Ebizo’s Skewer (Manhattan Beach, CA)

(Several sources indicate that Ebizo’s Skewer closed in early 2009, and is now Simmzy’s.  I’ll have to check them out next time I pass through.)

My recent business travels had me passing through LAX on the way to Palm Desert, so I decided it would be a good opportunity to meet up with some LA friends and check out Ercole’s for burgers, based upon its AHT writeup. Unfortunately, Ercole’s doesn’t serve burgers on Monday nights since they have a MNF special (chili dogs).

Fortunately, I’ve been around Manhattan Beach several times, so I decided to wander up to Ebizo’s Skewer. I’ve actually been to Ebizo’s before, it’s modest but above-average shabu-shabu joint. However, apparently since my last visit in late 2007, Ebizo’s has decided to get into the burger business as well. That’s right, burgers.

There are two things you don’t expect on the menu at a shabu-shabu joint: Belgian Fries and Burgers. But Ebizo’s has both, and does them well. Apparently, the idea was that they already bring in all sorts of good beef, and decided that it would be easy enough to grind some of it fresh to make burgers. So in my case, I ordered the “Kobe” beef burger and a side of Belgian fries.

Mind you, I get a little annoyed at abuse of the “Kobe” label. It’s hard to be sure you’re getting real Kobe here, and mostly it’s a nebulous name attached to random well-marbled cuts that, hopefully, at least have some Wagyu lineage. But in any case, if properly prepared, it should make a good burger (it can be a little tough to work with due to the high fat content). But Ebizo’s delivered decently enough. They serve burgers one way (at least without customer intervention), medium rare, which lead to a burger served with a pleasantly crisped exterior and a very moist interior that didn’t completely drain off the fat and texture that make a Kobe burger good (all too often I’ve had Kobe burgers that were a waste of good meat since all the juice drained away). The result was a burger that was quite good, albeit overly juicy. And that’s my only complaint with the burger… if you’re serving a very juicy burger, that’s when mayo becomes more than just a condiment. It becomes a moisture barrier. A thin shmear of mayo goes a long ways towards keeping the bun from getting soggy. I did order a side of garlic mayo, which added a nice savory note to the burger, and helped secure the bun from further sogginess.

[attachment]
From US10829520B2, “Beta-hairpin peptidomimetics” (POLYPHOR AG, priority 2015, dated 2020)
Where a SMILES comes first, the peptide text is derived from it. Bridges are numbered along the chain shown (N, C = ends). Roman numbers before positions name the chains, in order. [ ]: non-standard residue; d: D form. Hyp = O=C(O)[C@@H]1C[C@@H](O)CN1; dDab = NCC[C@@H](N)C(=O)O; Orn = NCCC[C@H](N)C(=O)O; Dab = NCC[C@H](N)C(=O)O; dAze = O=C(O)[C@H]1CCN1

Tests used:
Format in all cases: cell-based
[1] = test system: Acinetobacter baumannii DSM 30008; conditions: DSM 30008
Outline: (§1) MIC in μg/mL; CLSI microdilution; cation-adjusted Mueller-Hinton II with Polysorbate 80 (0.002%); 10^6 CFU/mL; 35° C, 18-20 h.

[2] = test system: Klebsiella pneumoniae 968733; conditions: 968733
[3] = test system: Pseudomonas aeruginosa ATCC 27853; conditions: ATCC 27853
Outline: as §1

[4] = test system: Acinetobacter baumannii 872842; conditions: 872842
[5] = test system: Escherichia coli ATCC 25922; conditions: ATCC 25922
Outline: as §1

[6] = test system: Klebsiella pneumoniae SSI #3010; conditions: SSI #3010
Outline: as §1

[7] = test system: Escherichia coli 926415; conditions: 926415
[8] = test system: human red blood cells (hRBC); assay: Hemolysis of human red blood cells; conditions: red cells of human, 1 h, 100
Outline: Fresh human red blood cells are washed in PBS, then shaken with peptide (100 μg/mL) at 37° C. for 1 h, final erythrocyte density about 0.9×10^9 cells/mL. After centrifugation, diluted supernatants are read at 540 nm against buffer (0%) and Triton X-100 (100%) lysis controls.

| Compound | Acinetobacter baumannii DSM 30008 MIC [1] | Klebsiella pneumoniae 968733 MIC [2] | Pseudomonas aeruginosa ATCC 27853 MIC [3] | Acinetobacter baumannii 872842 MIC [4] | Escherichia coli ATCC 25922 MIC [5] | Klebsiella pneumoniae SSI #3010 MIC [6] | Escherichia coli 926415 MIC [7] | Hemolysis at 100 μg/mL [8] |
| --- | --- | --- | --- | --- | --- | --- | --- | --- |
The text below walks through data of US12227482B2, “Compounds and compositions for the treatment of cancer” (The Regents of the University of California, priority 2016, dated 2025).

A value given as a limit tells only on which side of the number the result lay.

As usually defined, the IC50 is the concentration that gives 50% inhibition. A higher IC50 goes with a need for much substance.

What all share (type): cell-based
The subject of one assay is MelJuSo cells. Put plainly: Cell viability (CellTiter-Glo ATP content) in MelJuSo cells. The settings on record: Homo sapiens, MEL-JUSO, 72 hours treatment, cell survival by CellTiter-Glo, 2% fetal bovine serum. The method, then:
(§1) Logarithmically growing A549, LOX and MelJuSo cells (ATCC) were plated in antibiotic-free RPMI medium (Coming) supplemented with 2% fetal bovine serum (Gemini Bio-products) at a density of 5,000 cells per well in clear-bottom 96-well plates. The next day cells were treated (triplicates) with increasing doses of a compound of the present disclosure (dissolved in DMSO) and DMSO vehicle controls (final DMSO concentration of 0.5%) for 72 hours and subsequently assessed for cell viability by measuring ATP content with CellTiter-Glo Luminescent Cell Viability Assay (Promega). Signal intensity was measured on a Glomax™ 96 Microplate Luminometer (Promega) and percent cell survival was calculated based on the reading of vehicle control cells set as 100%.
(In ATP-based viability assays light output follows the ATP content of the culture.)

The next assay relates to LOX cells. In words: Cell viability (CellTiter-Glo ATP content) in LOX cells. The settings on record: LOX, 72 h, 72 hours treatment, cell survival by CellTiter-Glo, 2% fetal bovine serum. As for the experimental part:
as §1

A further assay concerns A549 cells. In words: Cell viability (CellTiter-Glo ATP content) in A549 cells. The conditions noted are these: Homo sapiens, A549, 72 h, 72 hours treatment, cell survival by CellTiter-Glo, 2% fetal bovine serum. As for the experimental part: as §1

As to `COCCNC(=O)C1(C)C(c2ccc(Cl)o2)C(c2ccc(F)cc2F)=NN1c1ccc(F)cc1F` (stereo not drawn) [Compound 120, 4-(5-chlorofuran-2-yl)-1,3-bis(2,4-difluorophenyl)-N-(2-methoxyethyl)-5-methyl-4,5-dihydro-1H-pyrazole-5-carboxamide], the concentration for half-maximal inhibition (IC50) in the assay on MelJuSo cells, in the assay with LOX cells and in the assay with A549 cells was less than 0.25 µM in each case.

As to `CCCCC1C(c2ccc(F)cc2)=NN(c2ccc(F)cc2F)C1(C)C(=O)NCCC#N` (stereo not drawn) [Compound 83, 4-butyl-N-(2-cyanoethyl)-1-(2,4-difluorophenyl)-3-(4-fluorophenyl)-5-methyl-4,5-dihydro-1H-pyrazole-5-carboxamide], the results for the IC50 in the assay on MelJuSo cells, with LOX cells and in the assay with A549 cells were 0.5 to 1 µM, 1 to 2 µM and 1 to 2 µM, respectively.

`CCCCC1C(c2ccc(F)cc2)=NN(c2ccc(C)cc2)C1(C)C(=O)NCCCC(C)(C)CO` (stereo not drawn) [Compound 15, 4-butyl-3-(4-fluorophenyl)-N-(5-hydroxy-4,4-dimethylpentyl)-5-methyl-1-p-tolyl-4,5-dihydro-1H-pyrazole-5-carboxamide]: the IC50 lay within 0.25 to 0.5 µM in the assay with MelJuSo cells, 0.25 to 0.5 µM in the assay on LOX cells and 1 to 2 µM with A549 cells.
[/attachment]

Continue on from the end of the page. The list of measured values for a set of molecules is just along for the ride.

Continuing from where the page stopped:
The Belgian fries were also nicely done. A surprisingly large number of places that seem to make a big deal about their fries don’t understand that proper fries really require double-cooking, one to blanch the interior, and one to give the final crisp. It’s not particularly hard, as the streets of large cities in Belgium and the Netherlands are choc-a-bloc with little Frites stands that serve excellent fries. Ebizo’s obviously understands, since my fries were exactly what good fries should be. Tender and fluffy in the inside, and perfectly crisped on the outside without too much browning, these were really good fries. Flaked sea salt finished them off nicely. They did serve them with the infamous “fry sauce” (ketchup and mayo mix) that I don’t really care for, but, luckily, there was plenty of leftover garlic mayo from my burger. Now, if they could only offer some good Satay sauce or curry mayo, they’ve have a perfect hit here.

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